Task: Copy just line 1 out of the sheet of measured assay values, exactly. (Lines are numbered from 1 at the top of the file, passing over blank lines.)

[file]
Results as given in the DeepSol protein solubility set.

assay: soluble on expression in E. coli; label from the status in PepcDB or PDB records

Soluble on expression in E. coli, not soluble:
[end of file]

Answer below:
Results as given in the DeepSol protein solubility set.